The independent Government Accountability Office has agreed to investigate the full Station fire response amid concerns that critical radio communications were withheld during previous inquiries, according to announcement today from Rep. Adam Schiff's office.
In announcing the investigation, Schiff (D-Burbank) said in a statement that revelations that the U.S. Forest Service dispatch recordings from the start of the fire were withheld from previous investigators clearly demonstrated the need for an independent investigation.
The review, he said, would "evaluate whether the actions in response to the fire were taken in the most efficacious way possible."
The Station fire blackened 160,000 acres, destroyed dozens of homes and killed two firefighters last summer.
Controversy has remained regarding early-morning communication on Aug. 27, 2009, between federal and state firefighters about what was at the time a small blaze in the Angeles National Forest.
U.S. Forest Service officials, who do not have authority or equipment for air fire attacks at night, said they asked state firefighters to use air tankers to attack the growing blaze. Officials with the California Department of Forestry and Fire Protection said the feds failed to order the air tankers.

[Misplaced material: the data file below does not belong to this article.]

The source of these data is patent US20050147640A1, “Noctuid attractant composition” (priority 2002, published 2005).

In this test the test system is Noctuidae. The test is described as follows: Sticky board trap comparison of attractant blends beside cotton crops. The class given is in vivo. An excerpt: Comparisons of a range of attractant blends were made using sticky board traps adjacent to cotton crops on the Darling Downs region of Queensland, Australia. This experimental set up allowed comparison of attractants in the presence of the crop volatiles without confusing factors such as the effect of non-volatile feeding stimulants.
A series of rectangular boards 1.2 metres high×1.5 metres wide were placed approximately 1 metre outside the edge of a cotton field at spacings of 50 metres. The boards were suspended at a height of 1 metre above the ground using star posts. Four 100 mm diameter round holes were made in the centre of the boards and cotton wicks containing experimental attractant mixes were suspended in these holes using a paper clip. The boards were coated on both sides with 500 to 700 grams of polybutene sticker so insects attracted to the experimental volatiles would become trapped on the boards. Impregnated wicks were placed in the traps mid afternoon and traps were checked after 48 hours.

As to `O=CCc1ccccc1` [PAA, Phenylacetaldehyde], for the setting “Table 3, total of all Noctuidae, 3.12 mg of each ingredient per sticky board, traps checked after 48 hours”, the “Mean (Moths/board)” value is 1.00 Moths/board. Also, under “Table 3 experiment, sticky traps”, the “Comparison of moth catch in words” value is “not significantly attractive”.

The fire, which had started the previous day, grew out of control later that morning and was not fully contained for more than a month.
A slew of regional Congressional representatives, including Reps. Brad Sherman (D- Sherman Oaks) and David Dreier (R-San Dimas), joined Schiff earlier this year in calling for a panel hearing in Pasadena to discuss the initial fire response. Many of the lead fire and Forest Service officials involved in the response were scheduled to testify, but the hearing was postponed last month due to a special session of Congress.